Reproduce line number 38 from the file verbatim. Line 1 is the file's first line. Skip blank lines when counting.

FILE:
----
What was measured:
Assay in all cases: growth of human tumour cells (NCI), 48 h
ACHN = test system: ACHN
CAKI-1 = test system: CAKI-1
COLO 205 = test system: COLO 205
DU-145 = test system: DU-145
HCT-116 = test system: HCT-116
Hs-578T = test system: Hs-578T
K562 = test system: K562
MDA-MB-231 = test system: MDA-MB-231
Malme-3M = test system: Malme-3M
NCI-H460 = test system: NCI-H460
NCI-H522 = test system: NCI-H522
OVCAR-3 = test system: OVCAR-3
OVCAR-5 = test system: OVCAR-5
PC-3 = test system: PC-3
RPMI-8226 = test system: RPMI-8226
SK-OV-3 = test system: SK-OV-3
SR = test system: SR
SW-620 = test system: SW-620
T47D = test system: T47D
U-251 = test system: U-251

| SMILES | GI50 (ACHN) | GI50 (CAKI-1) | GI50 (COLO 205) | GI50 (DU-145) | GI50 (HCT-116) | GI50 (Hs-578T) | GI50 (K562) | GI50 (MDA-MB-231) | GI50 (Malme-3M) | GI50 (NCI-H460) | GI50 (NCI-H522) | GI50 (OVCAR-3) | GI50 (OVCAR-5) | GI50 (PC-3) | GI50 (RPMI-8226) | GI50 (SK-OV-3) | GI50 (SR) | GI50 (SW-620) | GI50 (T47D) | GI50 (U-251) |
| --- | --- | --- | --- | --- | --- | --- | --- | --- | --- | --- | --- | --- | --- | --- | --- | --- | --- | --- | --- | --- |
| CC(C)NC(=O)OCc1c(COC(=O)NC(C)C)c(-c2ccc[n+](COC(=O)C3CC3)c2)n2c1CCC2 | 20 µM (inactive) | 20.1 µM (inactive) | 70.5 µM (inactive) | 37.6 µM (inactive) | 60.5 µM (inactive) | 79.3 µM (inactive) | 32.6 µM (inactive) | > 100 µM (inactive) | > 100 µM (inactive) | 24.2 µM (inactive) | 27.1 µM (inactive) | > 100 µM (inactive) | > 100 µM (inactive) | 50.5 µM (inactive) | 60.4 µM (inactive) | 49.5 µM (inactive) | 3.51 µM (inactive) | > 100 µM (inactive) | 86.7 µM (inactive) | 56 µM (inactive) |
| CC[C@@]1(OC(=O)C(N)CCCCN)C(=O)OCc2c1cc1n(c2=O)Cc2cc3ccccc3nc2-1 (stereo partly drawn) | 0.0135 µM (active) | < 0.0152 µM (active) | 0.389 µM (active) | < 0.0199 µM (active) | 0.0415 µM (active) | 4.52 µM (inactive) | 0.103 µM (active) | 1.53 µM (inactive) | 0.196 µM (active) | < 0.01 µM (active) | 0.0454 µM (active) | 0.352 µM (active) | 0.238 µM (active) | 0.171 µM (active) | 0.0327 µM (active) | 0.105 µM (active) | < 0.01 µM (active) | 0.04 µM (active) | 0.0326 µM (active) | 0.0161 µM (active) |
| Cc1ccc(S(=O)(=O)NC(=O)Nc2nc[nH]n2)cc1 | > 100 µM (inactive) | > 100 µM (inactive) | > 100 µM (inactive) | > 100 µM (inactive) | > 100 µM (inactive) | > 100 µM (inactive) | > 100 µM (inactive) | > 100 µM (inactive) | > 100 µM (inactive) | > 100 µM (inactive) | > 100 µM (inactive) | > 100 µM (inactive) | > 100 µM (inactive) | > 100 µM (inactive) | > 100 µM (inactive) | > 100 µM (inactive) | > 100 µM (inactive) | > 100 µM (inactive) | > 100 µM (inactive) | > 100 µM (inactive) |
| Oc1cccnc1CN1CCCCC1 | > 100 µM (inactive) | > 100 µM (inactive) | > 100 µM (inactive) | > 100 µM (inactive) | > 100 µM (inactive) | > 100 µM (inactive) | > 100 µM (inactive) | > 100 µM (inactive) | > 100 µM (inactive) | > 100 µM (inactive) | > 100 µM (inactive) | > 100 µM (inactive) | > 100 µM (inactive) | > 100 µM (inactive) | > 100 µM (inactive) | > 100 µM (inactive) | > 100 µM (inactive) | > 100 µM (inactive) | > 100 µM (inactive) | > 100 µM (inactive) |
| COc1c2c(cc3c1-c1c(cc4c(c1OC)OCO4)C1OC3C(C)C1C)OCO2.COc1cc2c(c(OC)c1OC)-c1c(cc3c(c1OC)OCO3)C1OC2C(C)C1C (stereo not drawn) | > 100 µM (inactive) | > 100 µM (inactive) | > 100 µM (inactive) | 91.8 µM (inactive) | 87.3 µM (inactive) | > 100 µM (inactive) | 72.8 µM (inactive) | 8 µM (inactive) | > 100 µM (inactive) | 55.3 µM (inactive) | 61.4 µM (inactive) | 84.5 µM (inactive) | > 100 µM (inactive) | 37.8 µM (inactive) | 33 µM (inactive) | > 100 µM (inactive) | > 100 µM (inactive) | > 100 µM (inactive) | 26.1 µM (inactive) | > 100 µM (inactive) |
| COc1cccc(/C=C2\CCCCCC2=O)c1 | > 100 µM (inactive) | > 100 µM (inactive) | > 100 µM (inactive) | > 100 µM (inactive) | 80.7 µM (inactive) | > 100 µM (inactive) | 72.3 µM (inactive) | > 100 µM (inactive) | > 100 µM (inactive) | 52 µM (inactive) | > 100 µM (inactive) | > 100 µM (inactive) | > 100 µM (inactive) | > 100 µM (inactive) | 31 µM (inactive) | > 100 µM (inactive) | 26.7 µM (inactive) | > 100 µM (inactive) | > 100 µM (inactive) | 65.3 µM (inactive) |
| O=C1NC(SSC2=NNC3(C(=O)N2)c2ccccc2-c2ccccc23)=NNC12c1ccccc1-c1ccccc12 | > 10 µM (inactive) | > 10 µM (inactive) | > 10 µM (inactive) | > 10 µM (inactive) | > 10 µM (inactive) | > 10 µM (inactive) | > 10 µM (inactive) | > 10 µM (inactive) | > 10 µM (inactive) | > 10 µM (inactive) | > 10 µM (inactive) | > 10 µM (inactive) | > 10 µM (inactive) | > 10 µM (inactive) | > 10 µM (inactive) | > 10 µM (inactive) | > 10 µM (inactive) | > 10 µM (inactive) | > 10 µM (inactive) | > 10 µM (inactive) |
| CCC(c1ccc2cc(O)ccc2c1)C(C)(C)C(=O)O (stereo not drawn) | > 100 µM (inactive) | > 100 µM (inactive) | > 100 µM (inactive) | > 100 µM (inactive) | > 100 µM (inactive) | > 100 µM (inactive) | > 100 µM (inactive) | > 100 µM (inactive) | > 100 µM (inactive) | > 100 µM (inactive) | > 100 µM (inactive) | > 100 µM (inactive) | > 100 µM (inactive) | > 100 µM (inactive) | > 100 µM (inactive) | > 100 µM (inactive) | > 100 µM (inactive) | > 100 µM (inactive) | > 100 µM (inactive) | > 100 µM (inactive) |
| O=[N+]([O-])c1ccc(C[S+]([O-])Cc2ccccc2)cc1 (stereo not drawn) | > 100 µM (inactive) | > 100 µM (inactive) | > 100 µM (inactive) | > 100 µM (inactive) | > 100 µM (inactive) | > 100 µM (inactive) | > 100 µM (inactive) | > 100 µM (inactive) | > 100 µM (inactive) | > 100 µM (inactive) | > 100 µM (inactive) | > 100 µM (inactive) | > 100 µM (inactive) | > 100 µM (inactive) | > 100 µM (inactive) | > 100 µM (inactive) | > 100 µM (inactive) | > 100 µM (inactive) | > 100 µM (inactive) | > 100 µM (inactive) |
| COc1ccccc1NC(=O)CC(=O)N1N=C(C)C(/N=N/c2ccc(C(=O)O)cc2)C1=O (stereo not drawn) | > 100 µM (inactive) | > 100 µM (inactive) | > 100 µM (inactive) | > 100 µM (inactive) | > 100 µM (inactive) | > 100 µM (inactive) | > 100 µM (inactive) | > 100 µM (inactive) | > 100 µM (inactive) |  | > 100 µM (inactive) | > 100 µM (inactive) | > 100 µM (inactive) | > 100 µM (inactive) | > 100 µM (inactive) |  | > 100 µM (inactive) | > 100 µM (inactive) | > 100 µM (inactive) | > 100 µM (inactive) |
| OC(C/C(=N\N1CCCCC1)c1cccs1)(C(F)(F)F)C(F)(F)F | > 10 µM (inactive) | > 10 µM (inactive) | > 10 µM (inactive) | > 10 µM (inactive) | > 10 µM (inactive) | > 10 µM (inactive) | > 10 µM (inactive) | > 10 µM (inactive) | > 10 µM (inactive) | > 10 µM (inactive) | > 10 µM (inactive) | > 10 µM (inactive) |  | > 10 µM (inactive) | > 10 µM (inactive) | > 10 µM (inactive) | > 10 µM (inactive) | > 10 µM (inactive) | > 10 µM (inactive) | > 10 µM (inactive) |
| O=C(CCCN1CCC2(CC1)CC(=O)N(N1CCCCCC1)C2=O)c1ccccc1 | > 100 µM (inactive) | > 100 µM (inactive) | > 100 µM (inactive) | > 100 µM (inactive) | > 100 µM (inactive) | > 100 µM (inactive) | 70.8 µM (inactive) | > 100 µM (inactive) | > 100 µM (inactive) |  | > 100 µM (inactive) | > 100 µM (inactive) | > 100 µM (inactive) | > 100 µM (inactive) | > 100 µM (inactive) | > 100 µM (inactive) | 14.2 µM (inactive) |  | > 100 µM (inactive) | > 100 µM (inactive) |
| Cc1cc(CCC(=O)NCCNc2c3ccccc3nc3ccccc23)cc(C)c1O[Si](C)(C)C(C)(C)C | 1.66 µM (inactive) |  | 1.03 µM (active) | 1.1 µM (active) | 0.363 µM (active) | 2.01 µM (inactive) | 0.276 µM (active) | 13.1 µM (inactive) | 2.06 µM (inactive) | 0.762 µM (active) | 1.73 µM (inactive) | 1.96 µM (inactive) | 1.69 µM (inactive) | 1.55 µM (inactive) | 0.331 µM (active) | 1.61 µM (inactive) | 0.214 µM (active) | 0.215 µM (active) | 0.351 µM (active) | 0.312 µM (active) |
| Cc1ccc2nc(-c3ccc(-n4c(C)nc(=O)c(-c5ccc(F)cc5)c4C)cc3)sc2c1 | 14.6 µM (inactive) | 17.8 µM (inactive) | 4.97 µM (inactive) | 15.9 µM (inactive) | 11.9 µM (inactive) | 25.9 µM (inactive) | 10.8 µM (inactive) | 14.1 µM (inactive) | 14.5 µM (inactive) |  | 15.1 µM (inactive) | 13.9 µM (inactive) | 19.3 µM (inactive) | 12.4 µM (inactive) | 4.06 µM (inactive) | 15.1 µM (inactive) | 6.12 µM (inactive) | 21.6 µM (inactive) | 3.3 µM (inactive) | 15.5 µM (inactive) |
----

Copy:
| Cc1ccc2nc(-c3ccc(-n4c(C)nc(=O)c(-c5ccc(F)cc5)c4C)cc3)sc2c1 | 14.6 µM (inactive) | 17.8 µM (inactive) | 4.97 µM (inactive) | 15.9 µM (inactive) | 11.9 µM (inactive) | 25.9 µM (inactive) | 10.8 µM (inactive) | 14.1 µM (inactive) | 14.5 µM (inactive) |  | 15.1 µM (inactive) | 13.9 µM (inactive) | 19.3 µM (inactive) | 12.4 µM (inactive) | 4.06 µM (inactive) | 15.1 µM (inactive) | 6.12 µM (inactive) | 21.6 µM (inactive) | 3.3 µM (inactive) | 15.5 µM (inactive) |